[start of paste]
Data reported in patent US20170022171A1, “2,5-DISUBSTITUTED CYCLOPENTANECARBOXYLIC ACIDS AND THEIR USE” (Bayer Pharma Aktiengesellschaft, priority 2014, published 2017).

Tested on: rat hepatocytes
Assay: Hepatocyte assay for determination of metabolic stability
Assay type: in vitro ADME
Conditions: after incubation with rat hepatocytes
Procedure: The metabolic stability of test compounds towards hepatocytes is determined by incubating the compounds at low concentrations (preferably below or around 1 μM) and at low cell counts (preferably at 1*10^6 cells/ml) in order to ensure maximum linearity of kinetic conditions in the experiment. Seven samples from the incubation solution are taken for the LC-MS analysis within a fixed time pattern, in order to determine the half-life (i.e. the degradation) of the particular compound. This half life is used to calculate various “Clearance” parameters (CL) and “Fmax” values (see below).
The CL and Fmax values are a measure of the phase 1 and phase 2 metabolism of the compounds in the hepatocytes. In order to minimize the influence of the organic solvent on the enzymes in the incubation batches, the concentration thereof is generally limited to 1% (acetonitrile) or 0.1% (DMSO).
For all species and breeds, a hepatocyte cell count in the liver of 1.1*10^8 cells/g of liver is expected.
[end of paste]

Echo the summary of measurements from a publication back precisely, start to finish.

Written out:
Data reported in patent US20170022171A1, “2,5-DISUBSTITUTED CYCLOPENTANECARBOXYLIC ACIDS AND THEIR USE” (Bayer Pharma Aktiengesellschaft, priority 2014, published 2017).

Tested on: rat hepatocytes
Assay: Hepatocyte assay for determination of metabolic stability
Assay type: in vitro ADME
Conditions: after incubation with rat hepatocytes
Procedure: The metabolic stability of test compounds towards hepatocytes is determined by incubating the compounds at low concentrations (preferably below or around 1 μM) and at low cell counts (preferably at 1*10^6 cells/ml) in order to ensure maximum linearity of kinetic conditions in the experiment. Seven samples from the incubation solution are taken for the LC-MS analysis within a fixed time pattern, in order to determine the half-life (i.e. the degradation) of the particular compound. This half life is used to calculate various “Clearance” parameters (CL) and “Fmax” values (see below).
The CL and Fmax values are a measure of the phase 1 and phase 2 metabolism of the compounds in the hepatocytes. In order to minimize the influence of the organic solvent on the enzymes in the incubation batches, the concentration thereof is generally limited to 1% (acetonitrile) or 0.1% (DMSO).
For all species and breeds, a hepatocyte cell count in the liver of 1.1*10^8 cells/g of liver is expected.